4. Salt marsh mosquito panne variant
   Sparsely-vegetated, and most often found on the upper half of the high salt marsh. Generally deeper than both forb and smooth cordgrass pannes. Typically flooded by the higher of the two spring tides, then dries out 2-3 weeks later. When dry, female salt marsh mosquitoes lay eggs on the exposed surface. The eggs then hatch after the next time the panne floods.

5. Widgeon grass - marsh minnow pool variant
   Semi-permanently and permanently flooded pools on the high salt marsh that serve as important foraging areas for many shorebirds. Occasioanally can be found at the upper edge of low salt marsh. These deepwater pools provide habitat for stickleback "marsh minnows" and submerged aquatic widgeon-grass. Purple sulphur-bacteria is often common across the stagnant water surface.

Brackish marsh variants: These variants occur in brackish marshes (short graminoid variant). In addition to these variants, some brackish marsh pannes are dominated by the non-native and invasive narrow-leaved cattail (Typha angustifolia).

1. Mixed graminoid - forb panne variant
   These shallow depressions are ponded only for short periods and are characterized by a variable mix of graminoids and forbs. Frequent herbs include three-square rush (Scirpus pungens), stout bulrush (S. robustus), arrow-grass, marsh creeping bent-grass (Agrostis stolonifera), salt-loving spike-rush (Eleocharis halophila), and small spike-rush (E. parvula). Less frequent are red fescue (Festuca rubra), New York aster (Aster novi-belgii), silverweed, salt-meadow cordgrass, and salt marsh rush.

2. Sparsely vegetated panne variant
   These saturated to occasionally ponded, mud dominated pannes can occur adjacent to forested uplands where they are shaded by overhanging canopy branches. This is the usual habitat for the uncommon seaside crowfoot (Ranunculus cymbalaria), where prostrate colonies may form small patches over the soil surface. Other graminoids and forbs scattered across the mud, or more often around the panne edge, include marsh creeping bent-grass, Virginia wild rye (Elymus virginicus), New York aster, seaside goldenrod (Solidago sempervirens), smooth cordgrass, chaffy salt sedge (Carex paleacea), and rock plantain (Plantago major var. scopulorum).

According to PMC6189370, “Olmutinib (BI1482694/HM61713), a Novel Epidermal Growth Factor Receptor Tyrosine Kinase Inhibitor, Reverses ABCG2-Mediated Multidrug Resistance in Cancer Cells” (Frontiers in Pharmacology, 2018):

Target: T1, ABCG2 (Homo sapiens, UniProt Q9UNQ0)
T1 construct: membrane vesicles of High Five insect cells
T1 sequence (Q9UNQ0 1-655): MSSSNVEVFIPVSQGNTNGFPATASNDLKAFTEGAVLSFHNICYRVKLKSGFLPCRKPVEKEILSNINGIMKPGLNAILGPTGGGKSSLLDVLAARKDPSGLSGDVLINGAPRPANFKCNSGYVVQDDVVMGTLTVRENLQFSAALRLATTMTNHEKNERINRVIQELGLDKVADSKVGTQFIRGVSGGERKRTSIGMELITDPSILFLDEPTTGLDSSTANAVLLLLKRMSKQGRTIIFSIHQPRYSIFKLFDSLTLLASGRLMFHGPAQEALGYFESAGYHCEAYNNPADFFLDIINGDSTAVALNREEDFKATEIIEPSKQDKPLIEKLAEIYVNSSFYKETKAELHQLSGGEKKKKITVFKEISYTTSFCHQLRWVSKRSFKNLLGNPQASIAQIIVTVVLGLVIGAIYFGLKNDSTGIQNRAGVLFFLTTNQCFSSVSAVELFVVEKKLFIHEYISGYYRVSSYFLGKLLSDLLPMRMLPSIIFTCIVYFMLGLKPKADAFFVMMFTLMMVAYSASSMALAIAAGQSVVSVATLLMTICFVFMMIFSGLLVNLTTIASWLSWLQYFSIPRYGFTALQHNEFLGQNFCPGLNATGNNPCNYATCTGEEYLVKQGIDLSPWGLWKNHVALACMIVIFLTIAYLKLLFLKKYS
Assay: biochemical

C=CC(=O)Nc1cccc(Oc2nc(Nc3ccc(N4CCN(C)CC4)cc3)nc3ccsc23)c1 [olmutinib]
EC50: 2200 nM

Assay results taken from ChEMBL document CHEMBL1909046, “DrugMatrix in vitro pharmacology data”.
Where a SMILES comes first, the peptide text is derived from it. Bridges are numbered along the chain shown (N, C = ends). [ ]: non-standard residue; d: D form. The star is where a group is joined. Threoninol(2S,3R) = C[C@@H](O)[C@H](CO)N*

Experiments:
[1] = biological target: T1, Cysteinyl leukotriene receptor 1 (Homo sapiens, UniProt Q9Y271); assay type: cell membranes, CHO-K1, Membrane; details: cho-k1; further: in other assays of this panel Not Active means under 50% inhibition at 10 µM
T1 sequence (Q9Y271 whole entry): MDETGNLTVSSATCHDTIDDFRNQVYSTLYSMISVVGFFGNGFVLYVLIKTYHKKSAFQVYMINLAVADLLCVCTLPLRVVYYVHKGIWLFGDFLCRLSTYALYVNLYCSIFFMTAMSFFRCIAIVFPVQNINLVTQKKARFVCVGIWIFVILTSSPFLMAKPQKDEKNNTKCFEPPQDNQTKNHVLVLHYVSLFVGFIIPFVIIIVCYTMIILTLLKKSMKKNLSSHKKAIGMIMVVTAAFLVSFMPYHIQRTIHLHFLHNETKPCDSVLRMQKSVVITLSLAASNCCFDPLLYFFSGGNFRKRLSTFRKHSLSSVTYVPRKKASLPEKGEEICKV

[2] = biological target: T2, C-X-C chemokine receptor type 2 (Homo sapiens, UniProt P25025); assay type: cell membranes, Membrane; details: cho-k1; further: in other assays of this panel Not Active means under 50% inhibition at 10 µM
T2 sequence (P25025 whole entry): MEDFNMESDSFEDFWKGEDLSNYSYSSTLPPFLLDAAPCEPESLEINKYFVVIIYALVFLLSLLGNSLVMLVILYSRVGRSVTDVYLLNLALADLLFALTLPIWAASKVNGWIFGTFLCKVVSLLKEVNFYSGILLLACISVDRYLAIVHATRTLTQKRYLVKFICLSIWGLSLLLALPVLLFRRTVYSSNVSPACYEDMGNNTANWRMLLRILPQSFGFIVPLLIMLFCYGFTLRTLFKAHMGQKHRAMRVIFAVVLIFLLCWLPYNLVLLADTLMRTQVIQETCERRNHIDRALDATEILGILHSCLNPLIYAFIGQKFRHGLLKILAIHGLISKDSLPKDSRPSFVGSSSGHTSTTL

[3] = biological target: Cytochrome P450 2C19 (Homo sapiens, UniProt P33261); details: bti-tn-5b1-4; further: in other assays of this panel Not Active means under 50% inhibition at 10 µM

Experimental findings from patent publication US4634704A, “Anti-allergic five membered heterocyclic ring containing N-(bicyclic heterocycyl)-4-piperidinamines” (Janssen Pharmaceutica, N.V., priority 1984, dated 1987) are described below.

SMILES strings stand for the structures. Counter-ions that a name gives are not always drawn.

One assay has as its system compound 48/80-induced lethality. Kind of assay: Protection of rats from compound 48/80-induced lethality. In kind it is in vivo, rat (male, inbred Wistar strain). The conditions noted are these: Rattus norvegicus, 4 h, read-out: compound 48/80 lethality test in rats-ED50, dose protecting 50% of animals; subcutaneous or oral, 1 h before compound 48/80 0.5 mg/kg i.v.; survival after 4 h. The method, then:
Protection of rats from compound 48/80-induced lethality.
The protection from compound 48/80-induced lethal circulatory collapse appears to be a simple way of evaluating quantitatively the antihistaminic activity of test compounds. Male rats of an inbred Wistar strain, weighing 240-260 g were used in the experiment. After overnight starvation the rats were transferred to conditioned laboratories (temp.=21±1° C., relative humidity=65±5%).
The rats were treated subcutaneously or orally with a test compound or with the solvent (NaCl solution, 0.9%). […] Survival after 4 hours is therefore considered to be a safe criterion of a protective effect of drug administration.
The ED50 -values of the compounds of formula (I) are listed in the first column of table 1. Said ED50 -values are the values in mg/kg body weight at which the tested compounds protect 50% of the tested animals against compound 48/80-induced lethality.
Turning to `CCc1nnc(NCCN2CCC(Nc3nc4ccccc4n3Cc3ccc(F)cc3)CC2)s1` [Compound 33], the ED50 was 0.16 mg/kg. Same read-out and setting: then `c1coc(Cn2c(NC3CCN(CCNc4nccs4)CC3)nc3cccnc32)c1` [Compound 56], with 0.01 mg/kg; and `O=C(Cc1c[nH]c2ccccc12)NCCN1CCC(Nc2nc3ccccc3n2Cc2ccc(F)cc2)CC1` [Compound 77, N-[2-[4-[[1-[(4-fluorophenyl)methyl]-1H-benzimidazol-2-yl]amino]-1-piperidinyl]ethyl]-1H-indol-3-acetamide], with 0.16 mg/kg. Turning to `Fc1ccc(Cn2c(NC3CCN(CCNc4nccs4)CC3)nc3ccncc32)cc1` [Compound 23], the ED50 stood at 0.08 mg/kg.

Pool in salt marsh along Sagamore Creek (photo by Ben Kimball for the NH Natural Heritage Bureau)
Pool in salt marsh along Sagamore Creek in Portsmouth (photo by Ben Kimball)

Panne at Hampton Marsh (photo by Ben Kimball for the NH Natural Heritage Bureau)
Panne at Hampton Marsh (photo by Ben Kimball)

Pool in salt marsh along Sagamore Creek in Portsmouth (photo by Ben Kimball)
Pool in salt marsh along Sagamore Creek in Portsmouth (photo by Ben Kimball)


Salt pannes and pools between creek channels in the salt marsh system at Hampton Marsh (photo by Ben Kimball for the NH Natural Heritage Bureau)
Salt pannes and pools between creek channels in the salt marsh system
at Hampton Marsh; ditches are also evident (photo by Ben Kimball)